Range Map: Click here to open the map viewer and explore range.

Population [top]

Population: Population density varies between 3.8 and 60.1 animals per ha (Randrianantoandro et al. 2007). Overall, it appears more common in the north of the park (18.7/ha) than the south (2.9/ha). The population may be both declining and severely fragmented, as unprotected forest to the north of the park is declining and occurs only as remnant patches.
Population Trend: Decreasing

Habitat and Ecology [top]

Habitat and Ecology: This small species inhabits dry deciduous forest and sub-humid vegetation in areas dominated by limestone (karst) rock outcrops (Randrianantoandro et al. 2008, Schimmenti and Jesu 1996). Although there is no information on wild individuals, like other Brookesia chameleons (Raxworthy 1991), it is believed to forage in the leaf litter during the day. This is supported by observations on captured individuals that were active on both the leaf litter and vegetation (Schimmenti and Jesu 1996). At night, it roosts above ground on small perches (1-3 mm diameter; Schimmenti and Jesu 1996) where it remains inactive until just before dawn. These perches are typically close to the ground (average = 0.13 m) and are lower than used by the two larger Brookesia species that are also found in the area (Randrianantoandro et al. 2007). The distance moved between consecutive night perches is small (0.3-0.7 m) and this is reflected in a similarly small surface area (0.2 ha) between different perch sites (Randrianantoandro et al. 2007). This species co-occurs with two other Brookesia species but appears to prefer areas of forest with relatively little understorey, high leaf litter cover and rocky outcrops (Randrianantoandro et al. 2008). It has a clutch size of two large eggs (Schimmenti and Jesu 1996).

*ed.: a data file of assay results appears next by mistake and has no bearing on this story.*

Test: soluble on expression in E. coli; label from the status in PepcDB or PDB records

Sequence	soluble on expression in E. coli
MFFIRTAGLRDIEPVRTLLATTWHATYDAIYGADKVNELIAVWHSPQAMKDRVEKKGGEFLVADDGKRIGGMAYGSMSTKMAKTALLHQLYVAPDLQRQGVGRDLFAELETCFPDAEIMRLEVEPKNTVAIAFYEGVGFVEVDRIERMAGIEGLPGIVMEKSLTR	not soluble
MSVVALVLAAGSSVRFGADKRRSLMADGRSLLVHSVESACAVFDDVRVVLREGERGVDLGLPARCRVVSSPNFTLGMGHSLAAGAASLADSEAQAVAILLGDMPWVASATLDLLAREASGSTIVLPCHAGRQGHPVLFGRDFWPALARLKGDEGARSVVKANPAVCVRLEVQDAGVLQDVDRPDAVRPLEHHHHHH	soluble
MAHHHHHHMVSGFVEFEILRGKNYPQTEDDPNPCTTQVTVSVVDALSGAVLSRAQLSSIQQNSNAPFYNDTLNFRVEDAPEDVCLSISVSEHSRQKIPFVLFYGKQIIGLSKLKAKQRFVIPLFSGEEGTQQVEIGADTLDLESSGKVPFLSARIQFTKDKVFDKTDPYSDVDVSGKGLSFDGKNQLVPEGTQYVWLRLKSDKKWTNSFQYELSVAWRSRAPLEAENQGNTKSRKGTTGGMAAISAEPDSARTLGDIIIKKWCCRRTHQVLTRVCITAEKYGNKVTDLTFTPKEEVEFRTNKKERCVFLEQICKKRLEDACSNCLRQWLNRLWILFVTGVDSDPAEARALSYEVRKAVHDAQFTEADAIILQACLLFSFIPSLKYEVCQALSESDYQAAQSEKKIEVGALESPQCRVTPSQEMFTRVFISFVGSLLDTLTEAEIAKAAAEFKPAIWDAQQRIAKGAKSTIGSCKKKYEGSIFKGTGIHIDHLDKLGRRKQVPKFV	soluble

Systems: Terrestrial

Use and Trade [top]

Use and Trade: There is no recorded international trade in this species. Although illegal collection of reptiles has occurred in Bemaraha, and may be ongoing in parts of the reserve, B. exarmata is unlikely to be targeted.